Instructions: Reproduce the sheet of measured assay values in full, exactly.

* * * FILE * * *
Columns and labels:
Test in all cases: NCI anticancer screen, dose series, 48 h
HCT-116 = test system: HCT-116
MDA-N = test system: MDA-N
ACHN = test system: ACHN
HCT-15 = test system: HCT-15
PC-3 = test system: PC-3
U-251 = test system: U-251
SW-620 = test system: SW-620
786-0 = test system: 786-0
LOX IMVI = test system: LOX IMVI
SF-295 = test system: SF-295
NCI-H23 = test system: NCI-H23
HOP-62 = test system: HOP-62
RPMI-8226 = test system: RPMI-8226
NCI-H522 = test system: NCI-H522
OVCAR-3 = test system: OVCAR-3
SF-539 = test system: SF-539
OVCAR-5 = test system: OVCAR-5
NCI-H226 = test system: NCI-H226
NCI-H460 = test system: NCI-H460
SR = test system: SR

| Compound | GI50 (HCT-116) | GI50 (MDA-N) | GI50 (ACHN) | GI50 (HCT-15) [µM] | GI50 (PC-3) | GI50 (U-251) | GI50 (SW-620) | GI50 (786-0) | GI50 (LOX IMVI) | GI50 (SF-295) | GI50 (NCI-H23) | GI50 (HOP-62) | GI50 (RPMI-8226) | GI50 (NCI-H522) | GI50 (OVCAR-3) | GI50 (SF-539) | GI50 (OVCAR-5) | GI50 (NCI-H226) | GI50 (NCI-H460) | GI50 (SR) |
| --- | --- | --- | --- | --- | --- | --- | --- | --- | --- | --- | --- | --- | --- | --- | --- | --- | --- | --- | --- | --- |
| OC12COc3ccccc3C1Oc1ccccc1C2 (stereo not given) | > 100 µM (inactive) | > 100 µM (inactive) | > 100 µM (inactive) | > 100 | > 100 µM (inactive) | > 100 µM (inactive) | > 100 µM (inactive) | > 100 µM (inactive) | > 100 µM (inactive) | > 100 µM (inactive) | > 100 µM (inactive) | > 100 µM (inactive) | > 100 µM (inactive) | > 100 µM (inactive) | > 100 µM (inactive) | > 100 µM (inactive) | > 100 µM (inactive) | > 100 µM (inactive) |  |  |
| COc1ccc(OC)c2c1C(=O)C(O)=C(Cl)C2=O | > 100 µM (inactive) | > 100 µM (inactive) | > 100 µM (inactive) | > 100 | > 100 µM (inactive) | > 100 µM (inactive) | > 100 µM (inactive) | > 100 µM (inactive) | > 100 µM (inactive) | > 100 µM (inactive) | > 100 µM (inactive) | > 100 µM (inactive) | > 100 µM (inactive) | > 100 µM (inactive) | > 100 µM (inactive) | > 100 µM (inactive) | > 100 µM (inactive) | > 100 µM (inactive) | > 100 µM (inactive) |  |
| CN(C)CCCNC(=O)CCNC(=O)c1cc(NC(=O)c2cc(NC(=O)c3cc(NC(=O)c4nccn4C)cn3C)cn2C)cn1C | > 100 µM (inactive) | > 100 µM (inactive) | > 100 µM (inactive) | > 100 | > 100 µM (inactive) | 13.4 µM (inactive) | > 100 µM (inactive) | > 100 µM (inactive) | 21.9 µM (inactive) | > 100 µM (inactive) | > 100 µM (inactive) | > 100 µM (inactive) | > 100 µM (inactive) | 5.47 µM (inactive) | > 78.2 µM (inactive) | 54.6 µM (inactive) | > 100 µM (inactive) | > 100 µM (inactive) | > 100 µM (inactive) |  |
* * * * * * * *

Columns and labels:
Test in all cases: NCI anticancer screen, dose series, 48 h
HCT-116 = test system: HCT-116
MDA-N = test system: MDA-N
ACHN = test system: ACHN
HCT-15 = test system: HCT-15
PC-3 = test system: PC-3
U-251 = test system: U-251
SW-620 = test system: SW-620
786-0 = test system: 786-0
LOX IMVI = test system: LOX IMVI
SF-295 = test system: SF-295
NCI-H23 = test system: NCI-H23
HOP-62 = test system: HOP-62
RPMI-8226 = test system: RPMI-8226
NCI-H522 = test system: NCI-H522
OVCAR-3 = test system: OVCAR-3
SF-539 = test system: SF-539
OVCAR-5 = test system: OVCAR-5
NCI-H226 = test system: NCI-H226
NCI-H460 = test system: NCI-H460
SR = test system: SR

| Compound | GI50 (HCT-116) | GI50 (MDA-N) | GI50 (ACHN) | GI50 (HCT-15) [µM] | GI50 (PC-3) | GI50 (U-251) | GI50 (SW-620) | GI50 (786-0) | GI50 (LOX IMVI) | GI50 (SF-295) | GI50 (NCI-H23) | GI50 (HOP-62) | GI50 (RPMI-8226) | GI50 (NCI-H522) | GI50 (OVCAR-3) | GI50 (SF-539) | GI50 (OVCAR-5) | GI50 (NCI-H226) | GI50 (NCI-H460) | GI50 (SR) |
| --- | --- | --- | --- | --- | --- | --- | --- | --- | --- | --- | --- | --- | --- | --- | --- | --- | --- | --- | --- | --- |
| OC12COc3ccccc3C1Oc1ccccc1C2 (stereo not given) | > 100 µM (inactive) | > 100 µM (inactive) | > 100 µM (inactive) | > 100 | > 100 µM (inactive) | > 100 µM (inactive) | > 100 µM (inactive) | > 100 µM (inactive) | > 100 µM (inactive) | > 100 µM (inactive) | > 100 µM (inactive) | > 100 µM (inactive) | > 100 µM (inactive) | > 100 µM (inactive) | > 100 µM (inactive) | > 100 µM (inactive) | > 100 µM (inactive) | > 100 µM (inactive) |  |  |
| COc1ccc(OC)c2c1C(=O)C(O)=C(Cl)C2=O | > 100 µM (inactive) | > 100 µM (inactive) | > 100 µM (inactive) | > 100 | > 100 µM (inactive) | > 100 µM (inactive) | > 100 µM (inactive) | > 100 µM (inactive) | > 100 µM (inactive) | > 100 µM (inactive) | > 100 µM (inactive) | > 100 µM (inactive) | > 100 µM (inactive) | > 100 µM (inactive) | > 100 µM (inactive) | > 100 µM (inactive) | > 100 µM (inactive) | > 100 µM (inactive) | > 100 µM (inactive) |  |
| CN(C)CCCNC(=O)CCNC(=O)c1cc(NC(=O)c2cc(NC(=O)c3cc(NC(=O)c4nccn4C)cn3C)cn2C)cn1C | > 100 µM (inactive) | > 100 µM (inactive) | > 100 µM (inactive) | > 100 | > 100 µM (inactive) | 13.4 µM (inactive) | > 100 µM (inactive) | > 100 µM (inactive) | 21.9 µM (inactive) | > 100 µM (inactive) | > 100 µM (inactive) | > 100 µM (inactive) | > 100 µM (inactive) | 5.47 µM (inactive) | > 78.2 µM (inactive) | 54.6 µM (inactive) | > 100 µM (inactive) | > 100 µM (inactive) | > 100 µM (inactive) |  |